Saturday, March 20, 2004

Quite a day.
The nieces, all four of them, were previously all in one small room over in the main house. They shared it with little more room than a bed, a crib and a bunk bed. And then they had a play room next door which they never used except to store their toys on the floor. All of that changed today as we undertook the Herculian task of moving Faith and Moriah into the play room. Abi was happy because now she has a "big girl bed" which is a trundle bed. Moriah and Faith are happy because they've got their "big girl room." And I doubt Lily even notices the difference. I'm happy because in the shuffle I got a bed frame and a matress. No more sofa bed and sore back for me. The sofa is now in the first room and the bed is where the sofa was. I moved the hanging clothes into the first room next to the sofa for more walking space in the bedroom part. Now I've got a bed. It's an extra long twin sized bed with white headboards in a Rhode Island bed and breakfast kind of style.
I spent most of the day wrassling with the lawn mower. My brother has asthma so I've volunteered to mow the lawn around here. Today I remembered some advice that the poet Rob Morris gave me many years ago. He said, "Never volunteer for anything."
The lawn mower sat in the backyard through the winter, freezing and thawing a few times I'm sure. After reading that it's one of those gas and oil tanks and mixing and getting it all measured out properly, I spent about a half an hour pulling the cord to try to start the engine. It started and I got about a third of the yard done before it seized up and died. In about forty minutes I got it going again for about another ten minutes and then another half an hour pulling the cord before I called it a day.
Look at me all domestic.
All of this mixed with about lower 90's in the temperatures today and about a half an hour after lunch jumping on the trampoline with the nieces. So I'm tired. And I've got a new bed to sleep on.

Thursday, March 18, 2004

And the other news of the day is that I got fish. I got a dalmation molly, four neon tetras, a frog, and a snail. All will have names soon.
Charles wrote me to let me know that it was in fact Carol Reed that directed The Third Man and not Orson Welles. That's true on paper, but on set it was a little different. As I understand it, Welles scared the crap out of studios. He made the brilliant Citizen Kane that really didn't do very well at all at the box office. Then The Magnificent Ambersons which the studio butchered and, frankly, ruined the ending. Then he started It's All True on the set of which an actor drowned.
So, as I understand it Carol Reed acted as sort of a second unit director in The Third Man and Orson Welles was in the pilot's seat. Reed was there to keep it from being directed by Orson Welles and Orson Welles was there to direct it on the days when the producers weren't on set. But these stories get all muddy. It's the story I wrote my review under the assumption of and I probably should have explained that.
Thanks to Charles for keeping me honest. Sorry I didn't get to write longer, but just as we were having that conversation Moriah knocked on my door and wanted to buy a book from me. With my suggestion, she bought her first T.H. White. They grow up so fast.
I probably should have said "best movies" instead of "greatest." I know it's a minor language difference, but if somebody were to ask me what the best movie ever made is I'd say either Brazil or The Third Man. It would usually depend on which one I'd seen more recently. So I decided to watch them both and write reviews.
I may do things like this for a while and I'm sorry about that. The library up here doesn't carry movies besides Titanic, which I won't see, and a few westerns, which I have seen. So I'm only watching films from my film library. Therefore I may have reviews for a while that are all enthusiastic and positive.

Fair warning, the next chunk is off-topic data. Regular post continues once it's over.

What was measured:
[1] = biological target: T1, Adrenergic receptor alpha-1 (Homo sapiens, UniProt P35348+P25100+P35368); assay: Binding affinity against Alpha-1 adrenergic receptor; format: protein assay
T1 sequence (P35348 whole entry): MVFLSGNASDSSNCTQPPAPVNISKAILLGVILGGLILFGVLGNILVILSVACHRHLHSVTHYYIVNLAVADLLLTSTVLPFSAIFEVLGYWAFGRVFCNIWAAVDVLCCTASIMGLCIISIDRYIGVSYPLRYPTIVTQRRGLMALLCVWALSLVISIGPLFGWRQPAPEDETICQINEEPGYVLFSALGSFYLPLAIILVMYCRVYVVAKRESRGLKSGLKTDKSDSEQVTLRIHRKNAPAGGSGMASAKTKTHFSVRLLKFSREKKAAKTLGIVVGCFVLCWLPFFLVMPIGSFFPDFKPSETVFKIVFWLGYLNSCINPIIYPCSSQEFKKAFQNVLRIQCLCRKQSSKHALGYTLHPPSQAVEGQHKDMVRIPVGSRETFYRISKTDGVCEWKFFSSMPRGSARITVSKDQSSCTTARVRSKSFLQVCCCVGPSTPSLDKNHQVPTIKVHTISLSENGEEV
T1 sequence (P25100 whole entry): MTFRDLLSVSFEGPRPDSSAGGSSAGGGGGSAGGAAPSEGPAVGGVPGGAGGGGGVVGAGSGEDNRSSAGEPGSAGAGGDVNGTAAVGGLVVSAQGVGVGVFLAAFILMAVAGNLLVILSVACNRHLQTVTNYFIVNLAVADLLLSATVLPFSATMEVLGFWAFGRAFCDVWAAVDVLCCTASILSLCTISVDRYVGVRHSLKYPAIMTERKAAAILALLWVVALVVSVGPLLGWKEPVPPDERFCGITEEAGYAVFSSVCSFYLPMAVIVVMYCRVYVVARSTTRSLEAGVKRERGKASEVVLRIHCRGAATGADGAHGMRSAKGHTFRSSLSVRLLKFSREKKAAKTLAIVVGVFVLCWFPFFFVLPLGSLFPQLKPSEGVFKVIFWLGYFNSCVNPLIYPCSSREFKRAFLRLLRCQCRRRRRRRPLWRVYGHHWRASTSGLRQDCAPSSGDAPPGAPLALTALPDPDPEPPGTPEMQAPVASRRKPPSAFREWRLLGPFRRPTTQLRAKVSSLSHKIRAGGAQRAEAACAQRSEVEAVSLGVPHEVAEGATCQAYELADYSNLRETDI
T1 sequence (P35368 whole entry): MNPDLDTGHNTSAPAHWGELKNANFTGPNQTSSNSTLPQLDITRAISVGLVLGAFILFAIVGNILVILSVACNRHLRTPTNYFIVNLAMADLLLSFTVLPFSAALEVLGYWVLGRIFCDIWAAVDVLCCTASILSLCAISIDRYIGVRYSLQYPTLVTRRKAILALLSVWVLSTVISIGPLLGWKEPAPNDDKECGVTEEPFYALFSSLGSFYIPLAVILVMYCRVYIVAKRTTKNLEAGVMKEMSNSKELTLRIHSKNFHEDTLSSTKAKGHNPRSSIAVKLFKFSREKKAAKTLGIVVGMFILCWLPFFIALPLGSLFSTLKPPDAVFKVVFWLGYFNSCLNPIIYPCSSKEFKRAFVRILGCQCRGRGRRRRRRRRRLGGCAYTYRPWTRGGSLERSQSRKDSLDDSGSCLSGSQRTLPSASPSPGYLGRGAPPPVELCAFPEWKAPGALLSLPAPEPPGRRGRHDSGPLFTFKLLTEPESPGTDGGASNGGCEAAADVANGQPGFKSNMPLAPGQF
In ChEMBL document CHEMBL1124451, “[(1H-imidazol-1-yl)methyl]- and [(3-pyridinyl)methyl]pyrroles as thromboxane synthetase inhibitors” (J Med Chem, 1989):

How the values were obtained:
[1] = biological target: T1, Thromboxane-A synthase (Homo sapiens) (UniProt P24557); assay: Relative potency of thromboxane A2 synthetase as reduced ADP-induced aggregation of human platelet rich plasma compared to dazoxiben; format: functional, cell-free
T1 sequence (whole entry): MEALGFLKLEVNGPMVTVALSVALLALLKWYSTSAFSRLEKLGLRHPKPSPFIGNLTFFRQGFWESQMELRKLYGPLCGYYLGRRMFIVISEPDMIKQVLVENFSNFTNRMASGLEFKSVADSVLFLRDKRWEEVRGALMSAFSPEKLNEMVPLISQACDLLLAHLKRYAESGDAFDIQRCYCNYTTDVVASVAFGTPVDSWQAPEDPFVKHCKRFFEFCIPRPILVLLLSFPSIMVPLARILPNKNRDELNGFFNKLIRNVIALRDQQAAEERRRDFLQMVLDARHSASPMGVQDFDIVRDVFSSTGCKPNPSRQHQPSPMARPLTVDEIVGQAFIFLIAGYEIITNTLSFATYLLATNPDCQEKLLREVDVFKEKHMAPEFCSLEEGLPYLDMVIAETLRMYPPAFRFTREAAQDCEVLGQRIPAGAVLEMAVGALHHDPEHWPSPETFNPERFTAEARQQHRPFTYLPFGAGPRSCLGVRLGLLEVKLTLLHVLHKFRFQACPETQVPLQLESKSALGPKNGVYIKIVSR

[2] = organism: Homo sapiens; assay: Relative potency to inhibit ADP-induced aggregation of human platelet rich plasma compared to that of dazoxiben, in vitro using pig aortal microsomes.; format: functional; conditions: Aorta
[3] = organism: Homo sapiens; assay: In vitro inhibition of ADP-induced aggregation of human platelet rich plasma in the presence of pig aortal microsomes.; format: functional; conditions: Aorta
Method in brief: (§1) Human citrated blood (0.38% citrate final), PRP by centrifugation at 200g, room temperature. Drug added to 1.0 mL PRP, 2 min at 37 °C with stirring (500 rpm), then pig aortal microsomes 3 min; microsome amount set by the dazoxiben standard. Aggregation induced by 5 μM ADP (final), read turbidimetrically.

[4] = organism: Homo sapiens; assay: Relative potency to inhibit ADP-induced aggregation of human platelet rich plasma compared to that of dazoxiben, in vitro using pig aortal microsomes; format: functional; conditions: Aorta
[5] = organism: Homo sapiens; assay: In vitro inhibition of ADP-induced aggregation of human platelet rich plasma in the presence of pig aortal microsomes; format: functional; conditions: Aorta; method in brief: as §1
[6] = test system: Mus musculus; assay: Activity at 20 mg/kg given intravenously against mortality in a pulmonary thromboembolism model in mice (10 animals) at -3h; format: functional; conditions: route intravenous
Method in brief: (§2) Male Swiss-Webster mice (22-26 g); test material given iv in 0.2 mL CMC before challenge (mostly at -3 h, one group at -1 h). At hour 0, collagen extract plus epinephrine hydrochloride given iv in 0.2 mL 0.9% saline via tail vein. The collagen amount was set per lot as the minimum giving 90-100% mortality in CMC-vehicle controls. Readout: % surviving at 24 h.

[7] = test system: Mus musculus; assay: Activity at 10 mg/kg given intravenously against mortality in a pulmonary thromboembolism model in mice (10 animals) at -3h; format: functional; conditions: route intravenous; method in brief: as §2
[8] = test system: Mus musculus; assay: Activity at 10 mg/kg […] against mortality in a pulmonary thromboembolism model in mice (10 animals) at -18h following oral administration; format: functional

BRAZIL

I really think that Terry Gilliam painted his masterpiece early in his career here. Lucky for him he continues to make great films.
Everytime I watch this film I have terrible nightmares over the two nights I split up the film over. But I still watch it about once a year. It cleans out the pipes.
Part of the brilliance of this film is the acting. Jonathan Pryce's character arch is so well done that if I were teaching acting (and I may some day) I would refer students to this film as the best example of a character arch I knew of. The flow is seamless. So much so that it makes me mix my metaphors. But I've buttered my bread and now I must lie in it.
Gilliam sure has an eye for character actors too, doesn't he? It's got Jim Broadbent. It's got one of the most entralling performances I've seen of Ian Holm's and I think he's a great actor. He can be a little hammy and in this role he's a big hammy. But whenever he's on screen he's got so much nervous energy that you can't take your eyes off him. On the other side of that coin, Michael Palin has such a sinister calm about him that you can't take your eyes off him. And I've shown this film to more than one person who has said in conversations afterwards, "Robert DeNiro was in Brazil?" He completely sheds himself as Tuttle in a way that he just isn't doing anymore.
One of the elements that border on genius and could have revolutionized an aspect of the film making industry that is in dire need of revolutionizing is the lighting in this film. It's strange, arty, shocking, unnerving and seems totally natural. It's not like one watches it and says, "Gosh the lighting was odd." One watches it and thinks "Gosh that film was psychotic."
And I even like the message of the film. The moral to the story, to me, seems to be that it's better to be insane in an insane world than sane in an insane world. One of the funny elements to this moral is if you do a little research on the original release of this film, the knockdown dragout fight that was, and see how much that moral relates. Also if you consider how unlikely it is that Hollywood will allow another masterpiece like this to be made. The film kind of comments on its own existence. A stunning piece of art.

THE THIRD MAN

Those who know me know that one of my favorite people in the history of film and theater is Orson Welles. It's easy to say that Kane was his greatest film, his masterpiece. I wouldn't even argue with that, but mine is a subtle difference. Kane may be his "greatest" film but I think The Third Man is his best. Just as the Mass in B Minor might be Bach's masterpiece in a career of masterpieces, I hardly ever listen to it. It's been well over a year since I've watched Citizen Kane. I just think Third Man is his most subtle work.